Melissa Wheeler
Catholic Relief Services: Rice Bowl
March 7, 2017 // National

Working to end AIDS in Africa

Melissa Wheeler
Catholic Relief Services: Rice Bowl

Each week of Lent, this reflection series will provide ways to incorporate global solidarity and the struggles of our brothers and sisters throughout the world into your Lenten journey.

Nation Focus: Zambia

Catholic social teaching principle:  Dignity of the human person

Question: What role can we play in ensuring all of God’s family has access to healthy food?

Scripture quote: “If someone who has worldly means sees a brother in need and refuses him compassion, how can the love of God remain in him? Children, let us love not in word or speech but in deed and truth.” — I John 3:17-18

Prayer intention: For mothers, grandmothers and all women who work to provide nutritious food for their children

Almsgiving challenge: Give $.25 to your CRS Rice Bowl for every new person you meet this week.

This week we hear about Catholic Relief Services’ work in Zambia. Zambia is a landlocked nation in Southeast Africa. While Zambia remains a peaceful country, it continues to suffer from the AIDS epidemic that has claimed the lives of so many and left so many young people orphaned across the African continent and indeed the world. In Around 74 percent of the people there live below the poverty line. Many families in Zambia are subsistence farmers. When the “hungry season” comes, many families go hungry hoping for at least one meal per day.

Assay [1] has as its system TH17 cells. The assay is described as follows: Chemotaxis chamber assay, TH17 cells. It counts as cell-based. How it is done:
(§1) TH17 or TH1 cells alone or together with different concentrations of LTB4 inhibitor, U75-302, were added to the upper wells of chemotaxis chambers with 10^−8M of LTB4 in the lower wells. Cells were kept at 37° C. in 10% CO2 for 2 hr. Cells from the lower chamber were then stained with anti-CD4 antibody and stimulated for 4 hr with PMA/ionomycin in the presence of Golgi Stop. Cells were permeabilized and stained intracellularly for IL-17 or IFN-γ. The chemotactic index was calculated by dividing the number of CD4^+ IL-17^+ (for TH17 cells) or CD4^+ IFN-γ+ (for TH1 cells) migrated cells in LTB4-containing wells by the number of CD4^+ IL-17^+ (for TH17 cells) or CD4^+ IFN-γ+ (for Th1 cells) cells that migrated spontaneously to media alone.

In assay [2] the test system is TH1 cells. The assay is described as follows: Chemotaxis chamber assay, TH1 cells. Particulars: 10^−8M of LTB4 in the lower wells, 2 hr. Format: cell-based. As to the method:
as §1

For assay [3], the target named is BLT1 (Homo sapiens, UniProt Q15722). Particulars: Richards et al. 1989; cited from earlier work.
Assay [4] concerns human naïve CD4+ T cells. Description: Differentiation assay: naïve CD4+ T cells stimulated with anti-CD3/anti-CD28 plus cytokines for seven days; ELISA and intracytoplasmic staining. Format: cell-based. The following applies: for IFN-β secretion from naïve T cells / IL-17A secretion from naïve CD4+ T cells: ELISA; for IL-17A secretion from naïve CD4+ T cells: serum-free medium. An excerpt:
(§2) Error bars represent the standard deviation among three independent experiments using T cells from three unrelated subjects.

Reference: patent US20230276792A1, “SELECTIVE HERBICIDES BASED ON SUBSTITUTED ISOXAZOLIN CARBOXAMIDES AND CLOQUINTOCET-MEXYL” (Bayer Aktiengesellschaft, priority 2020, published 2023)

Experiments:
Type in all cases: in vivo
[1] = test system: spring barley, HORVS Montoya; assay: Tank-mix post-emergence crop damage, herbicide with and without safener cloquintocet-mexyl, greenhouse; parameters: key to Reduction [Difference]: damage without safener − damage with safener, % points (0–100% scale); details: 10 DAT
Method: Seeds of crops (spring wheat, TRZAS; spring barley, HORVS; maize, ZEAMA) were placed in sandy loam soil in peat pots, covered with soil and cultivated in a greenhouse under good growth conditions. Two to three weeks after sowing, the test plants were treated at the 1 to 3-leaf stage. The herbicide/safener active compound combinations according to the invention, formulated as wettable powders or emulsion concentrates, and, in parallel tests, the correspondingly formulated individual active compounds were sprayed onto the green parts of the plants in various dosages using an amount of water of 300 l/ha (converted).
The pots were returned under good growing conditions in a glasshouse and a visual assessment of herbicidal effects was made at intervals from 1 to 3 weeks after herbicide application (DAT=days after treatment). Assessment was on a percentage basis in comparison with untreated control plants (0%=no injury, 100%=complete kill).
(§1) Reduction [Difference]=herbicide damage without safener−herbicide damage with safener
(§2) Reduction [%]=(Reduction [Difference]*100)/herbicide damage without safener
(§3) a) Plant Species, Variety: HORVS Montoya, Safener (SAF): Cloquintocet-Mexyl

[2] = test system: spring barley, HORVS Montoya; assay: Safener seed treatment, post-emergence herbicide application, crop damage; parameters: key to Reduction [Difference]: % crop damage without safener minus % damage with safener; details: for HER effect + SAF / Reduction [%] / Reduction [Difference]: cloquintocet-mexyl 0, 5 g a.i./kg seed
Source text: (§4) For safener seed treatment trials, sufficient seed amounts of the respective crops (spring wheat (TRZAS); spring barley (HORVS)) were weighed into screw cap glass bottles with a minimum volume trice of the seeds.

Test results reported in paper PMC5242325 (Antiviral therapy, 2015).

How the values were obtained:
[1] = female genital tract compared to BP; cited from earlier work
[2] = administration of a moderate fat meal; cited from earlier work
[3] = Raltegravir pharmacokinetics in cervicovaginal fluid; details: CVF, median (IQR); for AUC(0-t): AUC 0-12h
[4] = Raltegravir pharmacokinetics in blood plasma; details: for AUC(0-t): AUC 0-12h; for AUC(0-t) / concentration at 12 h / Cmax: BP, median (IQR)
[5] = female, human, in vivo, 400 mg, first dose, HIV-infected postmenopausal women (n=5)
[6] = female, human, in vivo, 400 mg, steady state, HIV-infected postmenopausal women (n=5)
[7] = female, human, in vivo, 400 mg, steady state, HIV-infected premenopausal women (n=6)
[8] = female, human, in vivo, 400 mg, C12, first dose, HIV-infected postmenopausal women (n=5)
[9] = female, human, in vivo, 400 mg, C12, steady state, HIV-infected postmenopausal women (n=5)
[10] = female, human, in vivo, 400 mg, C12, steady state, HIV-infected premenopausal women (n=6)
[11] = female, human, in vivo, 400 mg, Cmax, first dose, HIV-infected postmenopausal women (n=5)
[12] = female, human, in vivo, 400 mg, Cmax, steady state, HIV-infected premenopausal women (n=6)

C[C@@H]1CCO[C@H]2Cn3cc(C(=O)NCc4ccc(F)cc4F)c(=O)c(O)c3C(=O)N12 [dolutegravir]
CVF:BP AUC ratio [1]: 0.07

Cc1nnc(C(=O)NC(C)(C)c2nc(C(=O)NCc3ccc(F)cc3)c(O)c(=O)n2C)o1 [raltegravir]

Catholic Relief Services works in Zambian communities for sustainable agricultural methods to help during this hungry time. Also, through an initiative called Savings and Internal Lending Communities, CRS Zambia helps families become more self-reliant through savings. There is also continued work to provide health care for those living with HIV and AIDS in Zambia.

This week we meet Evelina Banda, a young woman in Zambia who is working to provide nutritious food for her family. Traditionally, families have eaten a porridge-type food called nshima, to feed their families. Nshima does not hold much nutritional value. Banda and other women are learning how to prepare healthier meals and grow different crops to contribute to the health of their communities. These women also take time to build a sisterhood of support with one another, which helps to strengthen their community.

The HIV/AIDS epidemic that has affected Zambia has been a threat to the dignity of humanity. Those who are suffering need to be able to have access to basic health care and social services to realize their dignity and to contribute to their communities. CRS finds inspiration in this work through the life of St. Damien De Veuster of Molokai who has been called the unofficial patron saint for people living with HIV/AIDS. St. Damien De Veuster bravely made it his life’s work to live among and pastor those with leprosy. He provided basic medical care, organized schools and farms, dug graves and restored dignity to those suffering with leprosy. He eventually contracted leprosy himself and died from the disease. May his life and ministry continue to inspire all those working with marginalized people throughout the world.

Melissa Wheeler is the diocesan director for Catholic Relief Services.





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